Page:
Posted on April 9, 2020 by Seth Jaffe
Last week, I discussed the Administration’s guidance concerning the exercise of its enforcement discretion during the COVID-19 pandemic. Now comes evidence that the guidance may actually be self-defeating. While the administration is – understandably – trying to cut regulated industries some slack while they are trying to deal with COVID-19, it turns out that exposure to PM2.5 has a significant impact on the COVID-19 death rate.
A study released earlier this week by researchers at the Harvard T.H. Chan School of Public Health concludes that an increase in the ambient PM2.5 concentration of just 1 ug/m3 causes an increase of 15% in the death rate from COVID-19. And lest you think that the results stem from other factors unique to New York City and other places particularly hard-hit by the virus, the authors took into account all of the obvious confounding factors, including:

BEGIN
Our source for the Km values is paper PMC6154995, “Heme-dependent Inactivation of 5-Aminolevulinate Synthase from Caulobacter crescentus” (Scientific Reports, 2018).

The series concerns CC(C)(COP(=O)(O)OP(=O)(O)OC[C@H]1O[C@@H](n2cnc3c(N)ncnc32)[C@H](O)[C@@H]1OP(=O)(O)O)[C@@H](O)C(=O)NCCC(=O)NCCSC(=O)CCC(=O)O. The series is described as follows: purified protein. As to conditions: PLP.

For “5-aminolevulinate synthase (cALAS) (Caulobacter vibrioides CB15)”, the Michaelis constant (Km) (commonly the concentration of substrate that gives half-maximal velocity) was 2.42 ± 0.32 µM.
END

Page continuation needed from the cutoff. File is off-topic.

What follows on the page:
“population density, percent of the population ≥65, percent living in poverty, median household income, percent black, percent Hispanic, percent of the adult population with less than a high school education, median house value, percent of owner-occupied housing, population mean BMI (an indicator of obesity), percent ever-smokers, [and] number of hospital beds.”
A 15% increase in the COVID-19 death rate for a 1 ug/m3 increase in PM2.5 is an extraordinary result. At some level, we knew it already, but let me summarize very simply. PM2.5 is really, really, bad for you.
And so we come back to this administration. I’ll pass over the enforcement discretion memorandum and focus instead on EPA’s apparent decision not to change the current national ambient air quality standard for PM2.5. Of course, the current chair of the SAB doesn’t believe in basing NAAQS on epidemiological studies, but for those of us who still believe in science, this study certainly only strengthens the case for reduction in the PM2.5 NAAQS.